Stony Brook Leads the Charge in School Safety

According to the Gun Violence Project, as of mid-April 2023 there were more mass shootings than days of the year. A total of 112 shootings occurred in K-12 schools while Virginia Tech, the University of Arizona and Michigan State were also plagued by gun violence. As the threats escalate, one thing should be top-of-mind for educational institutions around the globe: safety and security start with behavioral threat assessment and incident management.

To that end, Stony Brook University hosted the “School Safety Seminar” on May 11, in partnership with the U.S. Department of Homeland Security’s Cybersecurity and Infrastructure Security Agency (CISA) Region 2 and the United States Secret Service (USSS) New York Field Office.

Higher education administrators, K-12 educators, law enforcement professionals, first responders and other key members from a multitude of agencies gathered in the university’s Charles B. Wang Center Theater with one objective: school safety.

“It’s up to all of us to keep our schools safe from both the physical as well as cyber threats that are out there,” said CISA Region 2 Director John Durkin, who co-led the seminar’s welcome and opening remarks.

As America’s cyber defense agency and the national coordinator for critical infrastructure resiliency and security, CISA leads the national effort to understand, manage, and reduce risk to the cyber and physical infrastructure that Americans rely on. CISA’s School Safety Task Force is the agency’s dedicated program established to support K-12 schools across the country in their efforts to enhance safety and security. CISA resources and programs are designed to help schools prevent, protect against, and mitigate security threats, risks, and emergency situations.

“Seminars like today’s and the information, resources and planning tools they provide, are essential to our success in this joint effort,” Durkin said.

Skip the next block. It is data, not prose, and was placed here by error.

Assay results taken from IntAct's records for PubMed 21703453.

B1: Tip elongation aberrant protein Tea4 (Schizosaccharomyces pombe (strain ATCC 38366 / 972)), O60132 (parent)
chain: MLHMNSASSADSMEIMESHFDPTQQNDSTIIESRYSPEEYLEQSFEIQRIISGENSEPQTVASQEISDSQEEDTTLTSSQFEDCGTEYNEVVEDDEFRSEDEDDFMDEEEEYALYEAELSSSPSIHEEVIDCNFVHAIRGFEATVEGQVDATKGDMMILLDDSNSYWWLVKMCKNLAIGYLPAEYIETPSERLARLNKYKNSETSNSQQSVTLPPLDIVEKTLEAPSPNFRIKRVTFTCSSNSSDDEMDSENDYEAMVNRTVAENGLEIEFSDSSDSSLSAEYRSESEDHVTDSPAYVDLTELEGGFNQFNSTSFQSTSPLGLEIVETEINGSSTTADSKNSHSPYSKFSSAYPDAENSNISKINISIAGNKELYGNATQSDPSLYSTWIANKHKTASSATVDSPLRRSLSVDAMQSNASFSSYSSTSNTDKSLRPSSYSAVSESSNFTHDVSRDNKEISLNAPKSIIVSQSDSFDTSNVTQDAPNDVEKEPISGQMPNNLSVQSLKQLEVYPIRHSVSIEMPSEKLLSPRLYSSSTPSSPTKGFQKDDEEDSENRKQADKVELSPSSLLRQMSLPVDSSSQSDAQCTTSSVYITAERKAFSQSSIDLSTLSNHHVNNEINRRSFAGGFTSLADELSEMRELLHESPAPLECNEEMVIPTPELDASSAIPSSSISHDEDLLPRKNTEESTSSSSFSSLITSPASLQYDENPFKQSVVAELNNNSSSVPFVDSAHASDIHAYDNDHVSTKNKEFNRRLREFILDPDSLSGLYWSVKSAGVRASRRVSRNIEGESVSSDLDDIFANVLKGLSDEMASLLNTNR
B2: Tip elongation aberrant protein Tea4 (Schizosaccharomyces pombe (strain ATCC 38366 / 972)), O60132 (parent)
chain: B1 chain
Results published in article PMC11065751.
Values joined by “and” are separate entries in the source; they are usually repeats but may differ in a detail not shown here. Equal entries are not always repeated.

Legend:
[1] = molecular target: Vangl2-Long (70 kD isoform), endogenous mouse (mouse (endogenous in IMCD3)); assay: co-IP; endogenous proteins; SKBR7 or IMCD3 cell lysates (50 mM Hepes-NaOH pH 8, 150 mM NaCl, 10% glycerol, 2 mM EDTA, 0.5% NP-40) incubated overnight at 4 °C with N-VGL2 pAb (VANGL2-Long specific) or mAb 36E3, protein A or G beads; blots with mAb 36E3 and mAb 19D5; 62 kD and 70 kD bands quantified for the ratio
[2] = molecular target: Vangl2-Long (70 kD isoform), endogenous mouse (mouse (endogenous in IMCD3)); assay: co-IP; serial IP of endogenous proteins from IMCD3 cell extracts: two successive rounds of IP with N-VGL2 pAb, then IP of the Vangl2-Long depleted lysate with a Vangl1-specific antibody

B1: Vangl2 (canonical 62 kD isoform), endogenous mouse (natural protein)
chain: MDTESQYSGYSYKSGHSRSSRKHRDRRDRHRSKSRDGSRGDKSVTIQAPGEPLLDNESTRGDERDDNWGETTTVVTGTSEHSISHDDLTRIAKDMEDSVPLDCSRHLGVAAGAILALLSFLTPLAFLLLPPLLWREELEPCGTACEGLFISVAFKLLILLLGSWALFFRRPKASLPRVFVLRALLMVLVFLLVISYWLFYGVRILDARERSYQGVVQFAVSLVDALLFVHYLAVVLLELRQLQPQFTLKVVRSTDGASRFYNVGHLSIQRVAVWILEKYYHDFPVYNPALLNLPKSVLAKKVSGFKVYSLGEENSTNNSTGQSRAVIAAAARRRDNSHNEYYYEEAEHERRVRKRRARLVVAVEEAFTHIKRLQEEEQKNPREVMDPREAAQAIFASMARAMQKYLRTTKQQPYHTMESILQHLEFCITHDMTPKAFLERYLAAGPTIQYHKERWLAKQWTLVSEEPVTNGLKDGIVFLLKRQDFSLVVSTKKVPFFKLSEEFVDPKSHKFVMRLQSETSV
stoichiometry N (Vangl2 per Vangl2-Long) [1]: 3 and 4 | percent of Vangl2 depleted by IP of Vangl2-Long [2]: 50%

Presentations and panel topics also covered behavioral threat assessment research presented by the Secret Service’s National Threat Assessment Center (NTAC).

“NTAC’s core mission to keep our communities safe is reflected in each of their essential partnerships nationwide,” said Special Agent in Charge Patrick J. Freaney. “The critical research that NTAC constantly pursues and publishes, informs and empowers our community leaders at every level to assist in the development of threat assessment programs. We are privileged to partner with the Cybersecurity and Infrastructure Security Agency and Stony Brook University in the shared endeavor to keep students safe.”

Presenting findings from its latest study, “Averting Targeted School Violence: A U.S. Secret Service Analysis of Plots Against Schools,” the USSS National Threat Assessment Center’s message was clear: Don’t wait for the next threat. “Motives for attackers are multifaceted,” noted NTAC Supervisory Social Science Research Specialist Ashley Smolinksi. With proper investment in behavioral threat resources, educational institutions can assess, and hopefully prevent, attacks.

This mantra is supported and being modeled through the innovative approach taken by Stony Brook University’s Division of Enterprise Risk Management (ERM). By investing in security infrastructure, leveraging technologies and building cross-functional teams, Stony Brook’s program serves as a mature example for other institutions and school districts.

“We have assembled an extremely experienced interdisciplinary team that works around the clock to identify, assess, respond to and mitigate risks associated with threatening and concerning behavior. I have the fullest confidence in our team and know that we are casting a broad net to protect the students, faculty, staff, patients and visitors at Stony Brook,” said Vice President for Enterprise Risk Management and Chief Security Officer Lawrence M. Zacarese. “I take the responsibility of ensuring the safety of our campus seriously. Partnering with our federal colleagues to host this seminar further highlights the importance of collaboration and information sharing of best practices.”

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